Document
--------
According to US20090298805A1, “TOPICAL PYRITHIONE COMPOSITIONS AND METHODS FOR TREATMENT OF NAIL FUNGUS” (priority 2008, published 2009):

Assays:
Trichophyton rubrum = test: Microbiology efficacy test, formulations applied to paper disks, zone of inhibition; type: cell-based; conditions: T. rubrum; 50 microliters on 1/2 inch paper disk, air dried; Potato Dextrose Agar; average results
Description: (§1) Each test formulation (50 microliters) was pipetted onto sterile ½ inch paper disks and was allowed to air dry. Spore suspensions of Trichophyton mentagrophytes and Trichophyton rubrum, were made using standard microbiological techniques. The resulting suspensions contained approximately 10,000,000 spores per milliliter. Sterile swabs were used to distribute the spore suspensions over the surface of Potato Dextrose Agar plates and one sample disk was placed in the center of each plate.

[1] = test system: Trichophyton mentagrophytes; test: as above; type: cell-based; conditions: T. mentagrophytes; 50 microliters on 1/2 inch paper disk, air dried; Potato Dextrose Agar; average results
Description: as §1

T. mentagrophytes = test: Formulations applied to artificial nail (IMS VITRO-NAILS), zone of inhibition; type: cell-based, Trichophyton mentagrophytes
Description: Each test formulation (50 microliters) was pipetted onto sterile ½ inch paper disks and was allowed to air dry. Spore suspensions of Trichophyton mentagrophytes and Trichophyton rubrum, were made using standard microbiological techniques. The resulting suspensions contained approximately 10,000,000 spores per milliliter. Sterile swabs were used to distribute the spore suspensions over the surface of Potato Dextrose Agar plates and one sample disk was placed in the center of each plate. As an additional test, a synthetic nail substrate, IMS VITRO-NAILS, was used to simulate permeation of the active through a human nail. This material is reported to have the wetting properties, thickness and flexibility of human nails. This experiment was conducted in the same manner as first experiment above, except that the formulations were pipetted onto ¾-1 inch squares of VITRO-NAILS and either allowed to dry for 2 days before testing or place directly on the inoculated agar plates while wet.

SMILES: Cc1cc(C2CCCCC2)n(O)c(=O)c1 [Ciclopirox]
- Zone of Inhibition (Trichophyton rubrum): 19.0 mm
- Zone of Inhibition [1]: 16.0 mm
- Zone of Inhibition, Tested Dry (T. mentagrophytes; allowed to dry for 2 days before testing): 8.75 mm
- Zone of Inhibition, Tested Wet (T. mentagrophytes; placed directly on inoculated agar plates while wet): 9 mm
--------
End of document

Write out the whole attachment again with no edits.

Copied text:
According to US20090298805A1, “TOPICAL PYRITHIONE COMPOSITIONS AND METHODS FOR TREATMENT OF NAIL FUNGUS” (priority 2008, published 2009):

Assays:
Trichophyton rubrum = test: Microbiology efficacy test, formulations applied to paper disks, zone of inhibition; type: cell-based; conditions: T. rubrum; 50 microliters on 1/2 inch paper disk, air dried; Potato Dextrose Agar; average results
Description: (§1) Each test formulation (50 microliters) was pipetted onto sterile ½ inch paper disks and was allowed to air dry. Spore suspensions of Trichophyton mentagrophytes and Trichophyton rubrum, were made using standard microbiological techniques. The resulting suspensions contained approximately 10,000,000 spores per milliliter. Sterile swabs were used to distribute the spore suspensions over the surface of Potato Dextrose Agar plates and one sample disk was placed in the center of each plate.

[1] = test system: Trichophyton mentagrophytes; test: as above; type: cell-based; conditions: T. mentagrophytes; 50 microliters on 1/2 inch paper disk, air dried; Potato Dextrose Agar; average results
Description: as §1

T. mentagrophytes = test: Formulations applied to artificial nail (IMS VITRO-NAILS), zone of inhibition; type: cell-based, Trichophyton mentagrophytes
Description: Each test formulation (50 microliters) was pipetted onto sterile ½ inch paper disks and was allowed to air dry. Spore suspensions of Trichophyton mentagrophytes and Trichophyton rubrum, were made using standard microbiological techniques. The resulting suspensions contained approximately 10,000,000 spores per milliliter. Sterile swabs were used to distribute the spore suspensions over the surface of Potato Dextrose Agar plates and one sample disk was placed in the center of each plate. As an additional test, a synthetic nail substrate, IMS VITRO-NAILS, was used to simulate permeation of the active through a human nail. This material is reported to have the wetting properties, thickness and flexibility of human nails. This experiment was conducted in the same manner as first experiment above, except that the formulations were pipetted onto ¾-1 inch squares of VITRO-NAILS and either allowed to dry for 2 days before testing or place directly on the inoculated agar plates while wet.

SMILES: Cc1cc(C2CCCCC2)n(O)c(=O)c1 [Ciclopirox]
- Zone of Inhibition (Trichophyton rubrum): 19.0 mm
- Zone of Inhibition [1]: 16.0 mm
- Zone of Inhibition, Tested Dry (T. mentagrophytes; allowed to dry for 2 days before testing): 8.75 mm
- Zone of Inhibition, Tested Wet (T. mentagrophytes; placed directly on inoculated agar plates while wet): 9 mm